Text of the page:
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July 25, 2018

Trump Accomplished American Energy Dominance - Then Gambled It On A Trade War

  The Hill

China and the United States launched the opening salvos in a trade war July 6 that had been brewing for months. America imposed a 25 percent tariff on $34 billion of Chinese goods. In response, China slapped tariffs on U.S. products and agricultural goods such as soybeans and pork.

Then President Trump escalated things by suggesting imposing another $500 billion in tariffs on Chinese goods.

Chinese officials, who had previously proposed to increase natural gas purchases in an effort to reduce the U.S. trade deficit, have already vowed to retaliate with a similarly sized tariff on U.S. exports, including crude oil and natural gas.

If the two parties don’t defuse this conflict, China’s retaliatory tariffs could hammer America’s booming energy industry, wiping out thousands of current or future oil and gas jobs.

In the past decade, American energy production has soared. Thanks to drilling techniques like hydraulic fracturing, commonly known as “fracking,” natural gas production increased more than 50 percent from 2005 to 2017. Crude oil production has also surged, making America the world’s leading producer of oil and natural gas.

The increased supply of fuel has caused prices to plummet — though recent events have, probably temporarily, pushed oil prices back up. Natural gas prices dropped more than 60 percent from 2008 to 2017. And crude oil prices fell to lows not seen in years.

Lower energy prices have greatly benefited consumers, who are paying less to heat their homes and drive their cars.

America’s energy renaissanchas made the United States less reliant on rivals such as Russia and Saudi Arabia. American imports of Russian crude oil in April 2018 was a third of what it was in April 2010. America is nearing complete energy independence — a feat thought impossible just a few years ago.

Indeed, today U.S. energy producers are exporting oil and natural gas to other markets. Last year, Trump praised these exports and called for America to achieve not just energy independence, but “energy dominance.” Already, U.S. natural gas exports to Europe have decreased our NATO allies’ dependence on Russian gas.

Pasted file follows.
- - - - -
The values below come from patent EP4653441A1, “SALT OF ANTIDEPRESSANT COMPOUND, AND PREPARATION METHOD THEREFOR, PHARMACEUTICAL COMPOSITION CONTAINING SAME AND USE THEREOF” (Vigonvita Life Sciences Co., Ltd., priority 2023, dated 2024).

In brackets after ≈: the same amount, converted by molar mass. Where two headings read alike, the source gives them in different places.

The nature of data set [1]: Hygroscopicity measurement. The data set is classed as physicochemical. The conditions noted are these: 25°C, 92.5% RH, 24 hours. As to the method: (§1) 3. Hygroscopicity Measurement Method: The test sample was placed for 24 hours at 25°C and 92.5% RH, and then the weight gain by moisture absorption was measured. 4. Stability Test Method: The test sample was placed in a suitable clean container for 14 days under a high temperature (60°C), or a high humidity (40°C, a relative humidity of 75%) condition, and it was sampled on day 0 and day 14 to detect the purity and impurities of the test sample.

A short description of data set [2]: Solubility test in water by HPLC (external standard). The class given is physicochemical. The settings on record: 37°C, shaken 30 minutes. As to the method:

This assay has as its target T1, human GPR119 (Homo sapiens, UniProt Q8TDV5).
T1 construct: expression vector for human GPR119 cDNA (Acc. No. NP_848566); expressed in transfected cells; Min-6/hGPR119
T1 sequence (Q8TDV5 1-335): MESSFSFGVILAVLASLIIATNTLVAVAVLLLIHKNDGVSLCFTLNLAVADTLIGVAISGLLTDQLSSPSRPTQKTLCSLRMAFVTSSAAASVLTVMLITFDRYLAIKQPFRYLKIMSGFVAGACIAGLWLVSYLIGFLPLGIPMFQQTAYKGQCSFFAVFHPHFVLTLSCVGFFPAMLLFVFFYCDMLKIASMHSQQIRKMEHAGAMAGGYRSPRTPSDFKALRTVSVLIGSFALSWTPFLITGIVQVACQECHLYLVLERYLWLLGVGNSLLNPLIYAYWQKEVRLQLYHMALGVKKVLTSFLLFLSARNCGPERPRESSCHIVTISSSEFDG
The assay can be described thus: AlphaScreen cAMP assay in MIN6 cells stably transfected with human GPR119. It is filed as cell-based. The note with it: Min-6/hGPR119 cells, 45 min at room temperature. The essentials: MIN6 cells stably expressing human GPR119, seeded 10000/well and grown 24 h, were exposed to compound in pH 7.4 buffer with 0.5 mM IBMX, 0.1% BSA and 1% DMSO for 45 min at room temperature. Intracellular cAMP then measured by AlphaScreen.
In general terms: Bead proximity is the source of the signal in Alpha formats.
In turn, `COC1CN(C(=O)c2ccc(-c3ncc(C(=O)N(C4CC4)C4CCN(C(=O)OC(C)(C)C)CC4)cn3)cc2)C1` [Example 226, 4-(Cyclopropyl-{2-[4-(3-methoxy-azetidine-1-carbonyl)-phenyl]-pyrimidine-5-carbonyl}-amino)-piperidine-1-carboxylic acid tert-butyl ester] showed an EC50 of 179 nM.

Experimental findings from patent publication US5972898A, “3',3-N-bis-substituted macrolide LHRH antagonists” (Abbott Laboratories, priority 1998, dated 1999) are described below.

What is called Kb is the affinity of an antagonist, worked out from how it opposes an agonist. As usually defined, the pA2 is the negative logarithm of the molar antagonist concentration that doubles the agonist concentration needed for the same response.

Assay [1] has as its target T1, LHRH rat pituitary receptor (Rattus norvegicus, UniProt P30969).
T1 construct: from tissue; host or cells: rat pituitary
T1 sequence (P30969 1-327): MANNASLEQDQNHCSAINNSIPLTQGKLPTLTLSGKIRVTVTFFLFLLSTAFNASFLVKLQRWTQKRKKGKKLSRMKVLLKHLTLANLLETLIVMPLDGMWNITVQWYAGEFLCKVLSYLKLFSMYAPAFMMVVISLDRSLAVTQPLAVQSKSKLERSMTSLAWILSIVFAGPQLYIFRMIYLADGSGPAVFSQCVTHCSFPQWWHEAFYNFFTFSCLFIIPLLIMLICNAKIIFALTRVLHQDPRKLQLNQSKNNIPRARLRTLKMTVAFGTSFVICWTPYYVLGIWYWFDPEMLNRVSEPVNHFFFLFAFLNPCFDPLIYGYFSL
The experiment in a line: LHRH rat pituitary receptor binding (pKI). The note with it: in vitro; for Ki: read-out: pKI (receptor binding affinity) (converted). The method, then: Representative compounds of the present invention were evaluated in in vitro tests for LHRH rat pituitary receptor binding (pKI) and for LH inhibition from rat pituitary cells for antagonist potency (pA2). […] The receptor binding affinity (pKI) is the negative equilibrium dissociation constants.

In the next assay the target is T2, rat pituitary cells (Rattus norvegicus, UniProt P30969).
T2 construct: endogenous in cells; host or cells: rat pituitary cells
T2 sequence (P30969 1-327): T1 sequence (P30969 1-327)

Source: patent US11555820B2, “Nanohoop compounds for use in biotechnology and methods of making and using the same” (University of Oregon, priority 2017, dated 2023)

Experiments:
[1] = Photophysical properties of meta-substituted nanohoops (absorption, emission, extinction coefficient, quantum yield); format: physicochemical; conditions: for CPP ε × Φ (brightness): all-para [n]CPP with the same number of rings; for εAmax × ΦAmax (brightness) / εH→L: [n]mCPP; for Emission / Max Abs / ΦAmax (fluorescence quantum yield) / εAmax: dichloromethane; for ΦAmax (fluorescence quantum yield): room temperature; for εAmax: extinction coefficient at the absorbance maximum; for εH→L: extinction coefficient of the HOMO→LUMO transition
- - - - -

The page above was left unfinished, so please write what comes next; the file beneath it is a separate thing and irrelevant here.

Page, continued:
American firms have been spending heavily to build the infrastructure necessary to sustain these exports. Until recently, only one terminal to export liquefied natural gas existed in the United States, in Sabine Pass, Louisiana. But one in Maryland went online last March and several new terminals are currently under construction, which will create even more export opportunities. Just last year, Trump approved two major pipelines— the Dakota Access Pipeline and the Keystone XL Pipeline — to transport oil to refineries, and many more are currently under construction.

This infrastructure spending — virtually all of it with private, not taxpayer, dollars — could come to a screeching halt if China shuns our energy exports. China is the largest net buyer of U.S. crude oil in the world — one fifth of all U.S. crude oil exports in 2017. China also imported more than $1 billion of American liquefied natural gas in 2017, and that figure could increase nine-fold by 2021, according to a Morgan Stanley estimate.

Yes, oil and natural gas are commodities. If China puts on the import brakes, we may find other buyers, but there’s no guarantee.  And the potential slowdown in sales while new buyers are found would strain storage capacity.

A trade war could jeopardize American oil and gas jobs. U.S. tariffs imposed on steel are already having an impact on an energy industry heavily dependent on steel, especially in pipeline construction.

With less revenue from exports, many companies would have no choice but to scale back their production and lay off workers. Few firms would continue spending on new infrastructure, further wiping out construction jobs.

America’s oil and gas boom is boosting the economy, creating jobs and reducing prices for consumers.

But producers need stable and reliable markets if they are going to make the necessary investments to extract, transport and refine oil and natural gas.

There are longstanding trade issues with China that need to be addressed. But if escalating tariffs and tensions result in China shunning U.S. energy for, say, Russian oil and gas, the president’s chance of reducing trade deficits, growing the economy, and achieving global energy dominance will suffer.


 

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